For most of the year Colm Boyle's day job and his football career rarely overlap. But for the Galway-based garda, this week will be very different.
Walking the beat in Clifden, the Mayo defender admits that GAA isn't always at the top of the agenda, but that changes when Connacht's great rivals meet in a provincial final.
"It's predominantly a rugby town but obviously the GAA lads would bring up the football the whole time," Boyle said. "I'm sure now in the next week it will be building up. I'll be keeping the head down."
Mayo haven't lost in Connacht since James Horan took charge and that stranglehold on the province was aided by Galway's decline. On Sunday, they are going for a fourth consecutive crown, something they haven't achieved since 1951 and a feat that hasn't been reached by anyone since Roscommon in 1980.
Last year's meeting between the sides saw Galway ship their heaviest defeat to Mayo since 1907, but Mayo's close run against Roscommon combined with Galway's authoritative performance against Sligo has sparked hopes that Sunday will be a close-run thing.
"Everyone is well aware that Galway have come on leaps and bounds since we played them in Salthill last year," Boyle said. "They have two championship wins under their belt. They went to London and everyone knows going to London these days isn't easy – Mayo especially know that.
"They would have been delighted with the win. Again going to Markievicz Park, getting out of there with a five-point win. They will be coming into Castlebar full of confidence."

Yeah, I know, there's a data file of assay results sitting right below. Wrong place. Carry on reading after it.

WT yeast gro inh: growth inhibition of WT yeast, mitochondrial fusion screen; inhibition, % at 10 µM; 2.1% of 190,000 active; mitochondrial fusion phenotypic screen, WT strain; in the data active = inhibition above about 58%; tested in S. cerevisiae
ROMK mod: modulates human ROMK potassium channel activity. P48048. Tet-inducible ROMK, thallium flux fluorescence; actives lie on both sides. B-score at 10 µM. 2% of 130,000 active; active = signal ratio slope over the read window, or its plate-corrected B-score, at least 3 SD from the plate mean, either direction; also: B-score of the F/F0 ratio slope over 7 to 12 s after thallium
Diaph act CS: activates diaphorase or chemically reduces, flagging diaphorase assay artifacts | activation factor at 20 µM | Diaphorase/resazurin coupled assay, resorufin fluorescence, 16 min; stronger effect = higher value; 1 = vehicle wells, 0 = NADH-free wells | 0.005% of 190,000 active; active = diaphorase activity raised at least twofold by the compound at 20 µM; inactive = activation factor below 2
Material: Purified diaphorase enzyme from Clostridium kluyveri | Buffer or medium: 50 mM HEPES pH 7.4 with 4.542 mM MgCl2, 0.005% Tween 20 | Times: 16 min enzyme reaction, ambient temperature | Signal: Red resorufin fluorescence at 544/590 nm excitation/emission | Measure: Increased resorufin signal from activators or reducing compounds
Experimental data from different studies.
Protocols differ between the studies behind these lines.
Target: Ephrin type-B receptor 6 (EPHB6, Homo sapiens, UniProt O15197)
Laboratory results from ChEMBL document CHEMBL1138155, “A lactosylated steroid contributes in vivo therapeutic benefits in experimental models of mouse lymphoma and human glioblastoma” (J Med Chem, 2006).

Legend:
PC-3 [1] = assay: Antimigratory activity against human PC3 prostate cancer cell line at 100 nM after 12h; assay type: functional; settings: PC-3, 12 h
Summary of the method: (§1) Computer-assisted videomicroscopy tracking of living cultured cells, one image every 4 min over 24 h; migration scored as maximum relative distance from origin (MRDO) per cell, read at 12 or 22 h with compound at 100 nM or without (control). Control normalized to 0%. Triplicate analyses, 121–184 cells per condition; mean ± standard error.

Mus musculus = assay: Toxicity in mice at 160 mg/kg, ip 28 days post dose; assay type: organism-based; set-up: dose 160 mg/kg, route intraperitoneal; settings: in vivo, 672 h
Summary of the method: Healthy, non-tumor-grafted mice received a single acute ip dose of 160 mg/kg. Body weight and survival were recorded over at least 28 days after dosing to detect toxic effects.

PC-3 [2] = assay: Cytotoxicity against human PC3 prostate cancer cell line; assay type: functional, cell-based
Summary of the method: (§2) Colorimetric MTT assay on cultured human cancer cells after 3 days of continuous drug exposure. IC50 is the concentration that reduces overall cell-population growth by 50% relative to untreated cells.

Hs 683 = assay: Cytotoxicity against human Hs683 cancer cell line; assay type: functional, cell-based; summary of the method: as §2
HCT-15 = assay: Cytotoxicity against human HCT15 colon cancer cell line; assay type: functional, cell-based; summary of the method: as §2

If Mayo haven't been as spectacular as last year when they blitzed all before them in Connacht, winning their three games by an average of 15 points, they showed real character to get past Roscommon. Three points down with just 10 minutes to go against a side set up not to concede looked too big an ask.
They found a way to win but Boyle rejects any notion that they are training with a view to peaking in September.
"The danger with that (as) any player or manager will tell you is that you can be caught out," he said. "We definitely wouldn't be thinking like that. We have to bring our 'A' game for July 13, no doubt about it, or we will be in major trouble.
"It's a Connacht final we want to win. Any day you play in a Connacht final, you want to win whether you have won so many or lost so many championship games."
The last time Mayo won four Connacht titles on the bounce was also the year they won their last All-Ireland. And after two near misses in the last two years, they've made minor alterations to their approach to keep the panel fresh and finally get over the line. But it's the emergence of new players that could be the making of Mayo, according to Boyle.
"Obviously we have done an awful lot of things right last year but you need to change things up a small bit. You need to freshen things up. We have done a few minor changes.
"I think we are very strong (in the squad). We have a couple of young lads who joined the panel this year, coming out of the minor success last year, like Diarmuid O'Connor, Stephen Coen, lads like that who are new to the panel.
"They have definitely added to our strength in depth. It's great to have and something we are going to need if we are to progress."
Before that, there are local bragging rights to secure. Boyle sees Galway's re-emergence as inevitable given the talent at their disposal.
"It is well documented Galway have had their problems the last number of years, but I think this year they have turned things around.
"It takes time from underage. We see it ourselves in Mayo. It is only really now we are getting players from teams in the mid-2000s. It can take time.
"Growing up as a young lad I have great memories of going to Mayo-Galway Connacht finals, especially in Castlebar and for me it's really one I'm looking forward to.
"Growing up it was a massive, massive thing to go to a Mayo-Galway game and especially a Connacht final, so it's a privilege to play in one," Boyle added.